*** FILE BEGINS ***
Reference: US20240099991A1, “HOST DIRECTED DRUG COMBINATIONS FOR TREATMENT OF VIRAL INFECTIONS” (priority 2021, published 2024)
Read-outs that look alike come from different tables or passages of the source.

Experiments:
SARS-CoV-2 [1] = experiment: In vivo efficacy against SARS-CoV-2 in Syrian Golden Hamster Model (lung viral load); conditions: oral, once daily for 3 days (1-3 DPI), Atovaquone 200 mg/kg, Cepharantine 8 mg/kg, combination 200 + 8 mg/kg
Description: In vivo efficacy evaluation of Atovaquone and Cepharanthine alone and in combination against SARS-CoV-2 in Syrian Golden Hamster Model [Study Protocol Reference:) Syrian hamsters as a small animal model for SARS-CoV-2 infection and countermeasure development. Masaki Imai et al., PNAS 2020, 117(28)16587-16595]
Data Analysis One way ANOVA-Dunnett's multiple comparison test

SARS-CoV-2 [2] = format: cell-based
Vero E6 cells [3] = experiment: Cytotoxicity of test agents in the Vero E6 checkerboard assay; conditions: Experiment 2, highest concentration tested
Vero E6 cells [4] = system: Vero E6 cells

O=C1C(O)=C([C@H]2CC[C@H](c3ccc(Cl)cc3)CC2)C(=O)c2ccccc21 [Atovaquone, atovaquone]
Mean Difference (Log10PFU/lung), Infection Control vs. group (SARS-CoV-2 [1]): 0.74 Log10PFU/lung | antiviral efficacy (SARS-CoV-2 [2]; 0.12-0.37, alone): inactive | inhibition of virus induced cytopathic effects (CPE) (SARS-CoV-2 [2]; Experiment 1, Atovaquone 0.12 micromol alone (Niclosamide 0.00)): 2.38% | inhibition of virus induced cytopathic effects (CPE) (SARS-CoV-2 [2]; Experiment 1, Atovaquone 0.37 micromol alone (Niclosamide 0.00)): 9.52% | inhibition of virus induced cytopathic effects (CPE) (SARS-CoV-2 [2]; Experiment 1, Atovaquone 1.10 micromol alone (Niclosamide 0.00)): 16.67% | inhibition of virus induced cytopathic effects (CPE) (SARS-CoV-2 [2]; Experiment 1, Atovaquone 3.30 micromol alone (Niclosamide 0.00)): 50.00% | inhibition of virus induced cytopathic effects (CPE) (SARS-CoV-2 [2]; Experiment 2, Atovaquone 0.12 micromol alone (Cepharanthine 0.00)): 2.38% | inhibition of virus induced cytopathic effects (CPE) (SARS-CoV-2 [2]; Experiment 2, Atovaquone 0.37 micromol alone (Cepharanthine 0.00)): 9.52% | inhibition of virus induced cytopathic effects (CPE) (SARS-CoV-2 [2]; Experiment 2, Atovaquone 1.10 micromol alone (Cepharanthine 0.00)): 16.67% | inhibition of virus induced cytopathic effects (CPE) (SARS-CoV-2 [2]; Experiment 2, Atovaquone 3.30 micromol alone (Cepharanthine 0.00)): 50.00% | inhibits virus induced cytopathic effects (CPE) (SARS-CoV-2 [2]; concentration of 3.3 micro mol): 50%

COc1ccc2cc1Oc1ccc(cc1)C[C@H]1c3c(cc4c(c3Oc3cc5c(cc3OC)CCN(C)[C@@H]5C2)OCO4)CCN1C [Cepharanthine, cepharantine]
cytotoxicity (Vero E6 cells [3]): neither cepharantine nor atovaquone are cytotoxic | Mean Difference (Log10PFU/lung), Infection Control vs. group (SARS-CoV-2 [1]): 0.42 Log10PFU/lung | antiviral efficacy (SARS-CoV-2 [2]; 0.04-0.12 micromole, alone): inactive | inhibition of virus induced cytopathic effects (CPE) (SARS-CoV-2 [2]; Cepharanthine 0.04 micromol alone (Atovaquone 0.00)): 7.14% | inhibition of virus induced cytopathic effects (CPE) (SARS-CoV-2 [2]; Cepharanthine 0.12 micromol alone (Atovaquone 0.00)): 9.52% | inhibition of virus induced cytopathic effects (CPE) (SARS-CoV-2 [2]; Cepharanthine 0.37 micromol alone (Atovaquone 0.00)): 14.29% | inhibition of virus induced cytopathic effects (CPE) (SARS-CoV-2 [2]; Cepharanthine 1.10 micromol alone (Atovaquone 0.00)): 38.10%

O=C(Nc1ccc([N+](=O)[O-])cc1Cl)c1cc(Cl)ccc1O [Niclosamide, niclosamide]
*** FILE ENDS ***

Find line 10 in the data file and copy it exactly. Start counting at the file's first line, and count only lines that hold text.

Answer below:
O=C1C(O)=C([C@H]2CC[C@H](c3ccc(Cl)cc3)CC2)C(=O)c2ccccc21 [Atovaquone, atovaquone]